If you want more about pugs, try these. For kids, families, or the young at heart there’s Two’s a Crowd and Yay for Vaycay!) by Flora Ahn and the picture book Unlovable by Dan Yaccarino. Teens and up might like The Worrier’s Guide to Life by Gemma Correll (Gemma’s pug makes appearances and there’s more pugs in A Pug’s Guide to Dating) or Battlepug by Mike Norton (a Conan-like fantasy comic featuring a giant pug).
This is a witty and engaging contemporary family saga set in a Hudson Valley town in New York. The family members featured are Astrid, who takes a long look at her life after the sudden death of an acquaintance, her three children and oldest grandchild. Was Astrid a good enough parent to Elliott, Porter, and Nicky after the early death of their father? Is it time to tell them about her new love interest? Will an extended visit from granddaughter Cecelia, 13, be a chance to start over? Everyone here is at a turning point, including single and pregnant Porter, who raises dairy goats, Elliot deciding what business is best for a building he’s secretly bought on the downtown roundabout, and Cecelia starting school with only one new friend, August. Realistically flawed yet likeable characters make for a memorable read. Readalikes include Musical Chairs by Amy Poeppel, Pruning the Dead by Julia Henry, Clock Dance by Anne Tyler, and The Most Fun We Ever Had by Claire Lombardo. This will be the library’s June book discussion selection.
This immersive, compelling read features an unlikely trio of friends who work at Bletchley Park during World War II, secretly trying to break the codes used by the Germans and Italians. Debutante Osla Kendall, who reads German fluently, is dating Prince Philip of Greece. On the train from London she meets ambitious Mab, a typist whose height gets her work on the machines at Bletchley Park and who is anxious to evacuate her little sister Lucy from London’s East End. Shy Beth, whose demanding mother rents Mab and Osla a room, finds her skill at crossword puzzles leads to work as a codebreaker. The strain of the work and the demand for complete secrecy affect the women’s relationships, although outlets such as their Mad Hatter book group help somewhat. In 1947 the women are no longer friends, yet Mab and Osla meet for tea in York in response to a desperate plea from Beth, who is trying to discover who framed her as a traitor. This crisis is set during the weeks, days, and hours leading up to the royal wedding of Osla’s Prince Philip and Princess Elizabeth. I loved the focus on the women’s war work and found this book, with its intensifying pace, hard to put down. Only the 624 page count will keep this book from being the top pick of many book groups. Readalikes include Code Girls by Liza Mundy, The Gown by Jennifer Robson, The Secret Lives of Codebreakers by Sinclair McKay, and The Secrets We Kept by Lara Prescott.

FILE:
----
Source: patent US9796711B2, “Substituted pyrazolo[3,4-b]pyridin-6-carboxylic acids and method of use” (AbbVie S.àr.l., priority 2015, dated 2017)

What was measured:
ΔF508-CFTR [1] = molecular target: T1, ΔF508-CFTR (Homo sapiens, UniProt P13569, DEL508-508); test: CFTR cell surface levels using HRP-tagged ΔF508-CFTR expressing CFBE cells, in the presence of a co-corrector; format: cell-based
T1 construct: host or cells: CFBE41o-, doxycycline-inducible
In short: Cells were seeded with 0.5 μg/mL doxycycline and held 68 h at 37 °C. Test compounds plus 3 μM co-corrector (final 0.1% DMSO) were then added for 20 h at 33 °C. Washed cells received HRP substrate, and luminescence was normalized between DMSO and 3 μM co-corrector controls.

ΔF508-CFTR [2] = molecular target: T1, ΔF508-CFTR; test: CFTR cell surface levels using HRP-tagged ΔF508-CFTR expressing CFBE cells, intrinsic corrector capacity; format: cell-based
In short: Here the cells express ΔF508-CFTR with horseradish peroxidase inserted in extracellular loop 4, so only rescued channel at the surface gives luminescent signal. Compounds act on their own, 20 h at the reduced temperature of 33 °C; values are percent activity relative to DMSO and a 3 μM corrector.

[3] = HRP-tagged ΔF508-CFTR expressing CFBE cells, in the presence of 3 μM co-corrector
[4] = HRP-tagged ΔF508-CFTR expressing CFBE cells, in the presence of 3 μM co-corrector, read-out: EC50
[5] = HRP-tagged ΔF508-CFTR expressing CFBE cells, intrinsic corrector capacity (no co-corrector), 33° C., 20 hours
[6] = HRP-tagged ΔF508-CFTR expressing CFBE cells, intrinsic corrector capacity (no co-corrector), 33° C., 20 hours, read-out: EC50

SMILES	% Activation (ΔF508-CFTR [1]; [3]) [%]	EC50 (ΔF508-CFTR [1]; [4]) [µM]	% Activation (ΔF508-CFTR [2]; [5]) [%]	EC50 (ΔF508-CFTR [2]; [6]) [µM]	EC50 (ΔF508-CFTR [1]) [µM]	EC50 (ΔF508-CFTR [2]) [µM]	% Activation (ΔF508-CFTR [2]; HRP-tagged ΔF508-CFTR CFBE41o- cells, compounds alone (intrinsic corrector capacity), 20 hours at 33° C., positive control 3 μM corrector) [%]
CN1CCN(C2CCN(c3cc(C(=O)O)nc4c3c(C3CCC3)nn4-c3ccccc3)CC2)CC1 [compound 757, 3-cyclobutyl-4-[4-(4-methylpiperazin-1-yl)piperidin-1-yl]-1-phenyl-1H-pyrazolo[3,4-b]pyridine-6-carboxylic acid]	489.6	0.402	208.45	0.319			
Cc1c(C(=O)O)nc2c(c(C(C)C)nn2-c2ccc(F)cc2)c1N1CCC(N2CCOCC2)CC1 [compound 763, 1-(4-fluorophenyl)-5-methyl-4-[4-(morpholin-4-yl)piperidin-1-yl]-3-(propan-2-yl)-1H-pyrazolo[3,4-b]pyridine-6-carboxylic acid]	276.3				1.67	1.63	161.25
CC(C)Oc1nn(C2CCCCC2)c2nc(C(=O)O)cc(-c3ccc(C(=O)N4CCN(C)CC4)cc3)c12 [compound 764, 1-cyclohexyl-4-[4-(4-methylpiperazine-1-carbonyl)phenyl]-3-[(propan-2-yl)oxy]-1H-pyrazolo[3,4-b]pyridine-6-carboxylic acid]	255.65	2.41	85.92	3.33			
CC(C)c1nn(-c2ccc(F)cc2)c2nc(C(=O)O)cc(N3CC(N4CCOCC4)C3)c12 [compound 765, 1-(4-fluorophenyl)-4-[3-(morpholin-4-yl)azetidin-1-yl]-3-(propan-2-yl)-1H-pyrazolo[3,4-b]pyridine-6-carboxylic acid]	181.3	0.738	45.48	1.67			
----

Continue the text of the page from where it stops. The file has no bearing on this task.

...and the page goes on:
Mackenzie Dienes, winemaker at her mother-in-law’s winery, Bel Après, has an enviable quality of life. She and Rhys have a lovely house on the family compound, and his sisters Stephanie and Four have been her good friends for over 16 years. The extended family shares a personal chef, and Mackenzie has an office at home as well as at the winery, and her own bedroom suite. It’s true that she and Rhys have been friends rather than lovers for several years, but shouldn’t that be enough? Her wines are highly valued, her nieces and nephews live nearby, there are regular family dinners, impromptu gatherings when someone bakes cookies, and weekly Girls’ Night. When matriarch Barbara gets engaged, Mackenzie and Rhys see their marriage in a new light, and she decides it’s time to start over, perhaps with her own winery. I enjoyed the rural Washington vineyard setting, the camaraderie of Mackenzie and her friends, and the theme of starting over, along with a hint of romance. I did find the story rather predictable, and the character of family matriarch Barbara was over-the-top unlikeable. This is a quick, compelling read, perfect for a long weekend. Readalikes include Eight Hundred Grapes by Laura Davie, The Promise and New Hope by Robyn Carr, The Future She Left Behind by Marin Thomas, and the forthcoming Blush, by Jamie Brenner.